In 1876 the Mercy Sisters paid £14,000 for Claremount House and its 84 acre farm, the former home of the right honourable Denis Browne,the son of the second Earl of Altamont.
On Jan.1st 1877 the first four sisters arrived in Claremount by coach. The sisters set the land, grew fruit and vegetables which they sold and opened a bakery in an effort to make ends meet.
In 1878 they opened a school for the needy in a renovated farm building at the rear of the convent.
Also in 1878 the nucleus of what became St. Joseph's Rural Home Economics College began when the sisters held classes in cookery, laundry and sewing for the women of the area. Later Bee -Keeping classes and Poultry keeping classes were added. These classes developed into a residental training course for girls in cookery and Rural Domestic Economy. The school commenced with an enrolment of five pupils. Accomodation was provided for these pupils in the convent.
In 1880 a Pension School was opened, where better off families paid a fee. The 3R's were taught as well as music, french, drama and singing. In 1881 the school was placed under the National Board of Education. Fees were discontinued, salaries were paid and the old Pension School , consisting of renovated stables was now called the National School.
In 1906 a very limited number of students were admitted as boarders. In 1907 an extension of three classrooms was built at a cost of £60. Soon after the establishment of The Irish Free State in 1922, the Department of Education and Science was set up and schools were invited to draw up an alternative programme for Senior students. This was the beginning of the system of "Secondary Top" and from 1924 - 1940 the senior section of the Convent National School operated as a "Secondary Top". The school continued to operate as a "Secondary Top" until the secondary school was opened in 1940. Sr. Paul Moylan was appointed principal. All subjects were taught through Irish. The boarders were housed in the convent.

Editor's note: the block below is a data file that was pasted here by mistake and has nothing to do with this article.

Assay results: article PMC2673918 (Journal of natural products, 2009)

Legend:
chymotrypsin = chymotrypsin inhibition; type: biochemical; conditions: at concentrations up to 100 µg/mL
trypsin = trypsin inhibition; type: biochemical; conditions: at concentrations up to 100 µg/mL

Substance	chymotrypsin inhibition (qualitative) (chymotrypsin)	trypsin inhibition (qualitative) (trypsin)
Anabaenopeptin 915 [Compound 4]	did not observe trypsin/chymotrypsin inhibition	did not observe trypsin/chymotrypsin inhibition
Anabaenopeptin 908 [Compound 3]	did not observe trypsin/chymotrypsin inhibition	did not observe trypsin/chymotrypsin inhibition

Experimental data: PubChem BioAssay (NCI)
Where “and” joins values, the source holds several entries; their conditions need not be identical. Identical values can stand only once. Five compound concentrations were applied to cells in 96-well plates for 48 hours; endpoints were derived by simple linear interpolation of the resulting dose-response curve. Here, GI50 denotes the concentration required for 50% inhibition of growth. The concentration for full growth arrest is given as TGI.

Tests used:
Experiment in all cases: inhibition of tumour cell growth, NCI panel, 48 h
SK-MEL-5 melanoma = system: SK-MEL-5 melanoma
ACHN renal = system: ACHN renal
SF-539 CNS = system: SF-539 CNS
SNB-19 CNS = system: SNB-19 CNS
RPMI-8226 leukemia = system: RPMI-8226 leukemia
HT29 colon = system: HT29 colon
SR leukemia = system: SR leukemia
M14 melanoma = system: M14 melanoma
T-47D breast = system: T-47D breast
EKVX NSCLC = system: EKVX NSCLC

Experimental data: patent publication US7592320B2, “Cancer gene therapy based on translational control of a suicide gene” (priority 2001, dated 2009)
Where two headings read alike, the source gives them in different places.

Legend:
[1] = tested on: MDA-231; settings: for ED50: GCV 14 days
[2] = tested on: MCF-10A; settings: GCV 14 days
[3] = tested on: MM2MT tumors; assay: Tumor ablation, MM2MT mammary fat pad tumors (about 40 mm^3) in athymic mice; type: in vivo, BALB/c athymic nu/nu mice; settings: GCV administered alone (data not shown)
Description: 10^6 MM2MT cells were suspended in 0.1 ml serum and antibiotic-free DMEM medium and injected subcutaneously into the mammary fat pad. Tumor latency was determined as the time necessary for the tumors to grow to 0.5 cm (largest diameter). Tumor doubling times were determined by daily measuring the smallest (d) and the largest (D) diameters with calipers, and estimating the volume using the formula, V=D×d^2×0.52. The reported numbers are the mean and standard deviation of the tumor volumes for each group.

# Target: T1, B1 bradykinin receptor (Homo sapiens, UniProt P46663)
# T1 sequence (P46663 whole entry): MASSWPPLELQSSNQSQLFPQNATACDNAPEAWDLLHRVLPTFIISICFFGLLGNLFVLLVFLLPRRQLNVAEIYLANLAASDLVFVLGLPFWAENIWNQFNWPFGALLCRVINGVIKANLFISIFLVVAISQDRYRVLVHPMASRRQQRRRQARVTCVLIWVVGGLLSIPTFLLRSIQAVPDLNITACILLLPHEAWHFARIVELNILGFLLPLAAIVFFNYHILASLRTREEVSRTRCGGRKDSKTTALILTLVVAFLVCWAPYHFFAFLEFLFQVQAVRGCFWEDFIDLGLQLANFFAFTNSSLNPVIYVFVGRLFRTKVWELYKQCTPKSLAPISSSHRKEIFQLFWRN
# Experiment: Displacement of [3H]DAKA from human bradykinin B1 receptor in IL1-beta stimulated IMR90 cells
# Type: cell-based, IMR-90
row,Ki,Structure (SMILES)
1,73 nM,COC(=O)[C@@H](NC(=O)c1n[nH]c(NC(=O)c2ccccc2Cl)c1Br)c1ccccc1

An extension in 1942 to the Domestic Economy School made provision for an extra 30 pupils.
Many students qualified as Poultry Instructresses. With the advent of free education the numbers began to grow rapidly and additional classrooms were added. In 1976 a new canteen was built by the sisters. In 1976/'77 an annex to the canteen was built - "The Transition Year Flat". This building marked the introduction of the transition year option into the curriculum of the school. The cost of this was again funded by the sisters as no government grant was available.
In 1978 the sisters once again agreed to fund a new staff room and cloakrooms and as it became increasingly obvious that leisure facilities were grossly inadequate the sisters once again agreed to fund new tennis, basketball and hockey courts.
In 1984 the R.H.E school was closed and rooms were allocated for a modern secretarial room, computer room and Media room . Other rooms were allocated for Transition Year Students.
In 1985 grants were given for a major extension to be built in two phases. The building was started on 6th September 1985 . The site for the development was donated by the Sisters.
June 2000 saw the last 20 boarders finish their education in Mount St. Michael and in August 2000 the remaining four sisters vacated the convent to live in a smaller house in the town and the C18th Georgian house went up for sale.